In a lineup, few would recognize his face, but Daniel Lanois' unmistakable fingerprints are all over an entire wing of the Rock and Roll Hall of Fame. He scripted the signature sound of the biggest records from U2 and Peter Gabriel and breathed new life into artists like Bob Dylan, the Neville Brothers, Emmylou Harris and Willie Nelson. You know his sound when you hear it: a spacious blur of echoes that can feel both massive and intimate, with the landscape criss-crossed by experimental threads of rhythm.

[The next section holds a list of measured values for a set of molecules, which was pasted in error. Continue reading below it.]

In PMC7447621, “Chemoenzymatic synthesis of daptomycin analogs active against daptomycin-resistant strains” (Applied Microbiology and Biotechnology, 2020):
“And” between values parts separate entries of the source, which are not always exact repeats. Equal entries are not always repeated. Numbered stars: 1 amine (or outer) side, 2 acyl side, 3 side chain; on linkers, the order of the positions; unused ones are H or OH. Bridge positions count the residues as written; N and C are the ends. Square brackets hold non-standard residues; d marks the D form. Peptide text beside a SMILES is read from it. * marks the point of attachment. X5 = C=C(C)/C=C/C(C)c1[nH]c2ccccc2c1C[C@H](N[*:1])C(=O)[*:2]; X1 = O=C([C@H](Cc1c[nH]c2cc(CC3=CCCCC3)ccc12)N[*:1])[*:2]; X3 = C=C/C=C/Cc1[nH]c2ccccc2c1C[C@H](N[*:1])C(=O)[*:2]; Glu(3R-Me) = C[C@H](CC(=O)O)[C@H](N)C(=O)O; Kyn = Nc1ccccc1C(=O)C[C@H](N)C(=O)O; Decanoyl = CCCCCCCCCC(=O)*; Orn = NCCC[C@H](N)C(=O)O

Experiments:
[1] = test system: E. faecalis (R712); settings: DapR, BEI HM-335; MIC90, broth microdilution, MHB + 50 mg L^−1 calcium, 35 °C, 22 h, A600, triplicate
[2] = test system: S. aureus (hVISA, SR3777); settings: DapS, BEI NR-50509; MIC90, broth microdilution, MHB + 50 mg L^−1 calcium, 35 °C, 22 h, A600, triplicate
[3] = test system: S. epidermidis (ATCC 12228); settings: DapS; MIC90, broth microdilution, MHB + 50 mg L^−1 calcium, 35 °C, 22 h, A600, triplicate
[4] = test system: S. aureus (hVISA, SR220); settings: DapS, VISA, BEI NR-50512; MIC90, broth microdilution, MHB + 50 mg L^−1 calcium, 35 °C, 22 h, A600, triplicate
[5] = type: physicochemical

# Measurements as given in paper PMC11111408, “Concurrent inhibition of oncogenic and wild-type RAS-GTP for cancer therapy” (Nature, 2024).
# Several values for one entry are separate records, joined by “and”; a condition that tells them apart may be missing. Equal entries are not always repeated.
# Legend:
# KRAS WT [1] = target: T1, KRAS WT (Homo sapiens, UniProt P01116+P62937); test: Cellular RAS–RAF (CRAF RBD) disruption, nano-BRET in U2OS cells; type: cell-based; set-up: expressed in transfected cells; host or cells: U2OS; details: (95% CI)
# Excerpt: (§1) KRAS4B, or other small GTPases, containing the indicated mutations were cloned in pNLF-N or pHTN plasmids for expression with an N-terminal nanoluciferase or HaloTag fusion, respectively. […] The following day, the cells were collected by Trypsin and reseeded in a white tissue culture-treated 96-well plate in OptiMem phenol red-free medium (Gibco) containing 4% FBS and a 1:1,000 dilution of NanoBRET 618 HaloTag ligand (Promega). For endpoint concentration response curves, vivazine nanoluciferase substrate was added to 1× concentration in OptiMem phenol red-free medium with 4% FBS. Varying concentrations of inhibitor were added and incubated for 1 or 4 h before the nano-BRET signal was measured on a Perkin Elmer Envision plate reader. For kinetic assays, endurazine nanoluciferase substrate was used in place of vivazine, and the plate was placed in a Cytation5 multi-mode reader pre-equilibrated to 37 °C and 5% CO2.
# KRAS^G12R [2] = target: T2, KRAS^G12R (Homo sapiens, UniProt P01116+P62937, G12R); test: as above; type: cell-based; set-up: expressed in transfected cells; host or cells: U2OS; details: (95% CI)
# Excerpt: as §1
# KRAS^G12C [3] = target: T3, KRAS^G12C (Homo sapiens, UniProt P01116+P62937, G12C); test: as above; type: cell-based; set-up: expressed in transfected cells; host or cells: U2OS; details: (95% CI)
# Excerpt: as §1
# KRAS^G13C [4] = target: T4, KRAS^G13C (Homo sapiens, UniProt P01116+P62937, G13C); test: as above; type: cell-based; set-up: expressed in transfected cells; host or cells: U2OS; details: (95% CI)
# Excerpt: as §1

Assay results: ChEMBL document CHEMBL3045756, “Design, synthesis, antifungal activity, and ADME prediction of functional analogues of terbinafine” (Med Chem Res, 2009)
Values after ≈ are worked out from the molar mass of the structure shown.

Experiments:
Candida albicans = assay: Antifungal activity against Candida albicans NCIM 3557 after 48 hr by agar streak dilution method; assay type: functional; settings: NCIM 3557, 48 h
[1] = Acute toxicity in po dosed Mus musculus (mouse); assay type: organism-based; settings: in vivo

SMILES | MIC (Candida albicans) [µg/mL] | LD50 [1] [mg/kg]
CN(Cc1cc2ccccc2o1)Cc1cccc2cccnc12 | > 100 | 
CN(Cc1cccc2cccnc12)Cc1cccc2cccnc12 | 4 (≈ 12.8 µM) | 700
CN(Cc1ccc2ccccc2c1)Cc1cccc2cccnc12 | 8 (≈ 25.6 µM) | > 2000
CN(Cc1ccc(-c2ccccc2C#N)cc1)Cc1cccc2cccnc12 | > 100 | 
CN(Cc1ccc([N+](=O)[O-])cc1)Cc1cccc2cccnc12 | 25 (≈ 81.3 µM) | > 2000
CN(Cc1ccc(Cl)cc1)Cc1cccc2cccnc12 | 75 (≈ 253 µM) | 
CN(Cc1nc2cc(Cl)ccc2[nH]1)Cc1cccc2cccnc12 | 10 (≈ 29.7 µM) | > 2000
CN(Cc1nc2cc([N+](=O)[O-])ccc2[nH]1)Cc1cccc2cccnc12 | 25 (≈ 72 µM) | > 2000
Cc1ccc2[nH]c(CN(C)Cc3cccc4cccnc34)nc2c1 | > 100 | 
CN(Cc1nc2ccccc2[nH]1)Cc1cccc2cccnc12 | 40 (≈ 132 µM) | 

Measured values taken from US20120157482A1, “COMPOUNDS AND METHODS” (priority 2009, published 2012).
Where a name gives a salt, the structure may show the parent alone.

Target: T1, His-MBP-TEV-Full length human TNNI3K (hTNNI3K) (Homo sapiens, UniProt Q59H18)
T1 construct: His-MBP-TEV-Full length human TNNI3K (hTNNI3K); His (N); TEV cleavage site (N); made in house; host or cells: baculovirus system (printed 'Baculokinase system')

His new solo record, Goodbye to Language, could be called "ambient" because there are no vocals or drums, but there's still plenty going on. "I'm not interested in background music," he says. "It's more about soul and drawing an emotion out of the listener." Built on his pedal steel guitar and lap steel from Rocco Deluca, the record is a profound collage of every mood he's manipulated or manufactured since he first teamed up to tweak tape with Brian Eno. (The Rolling Stone)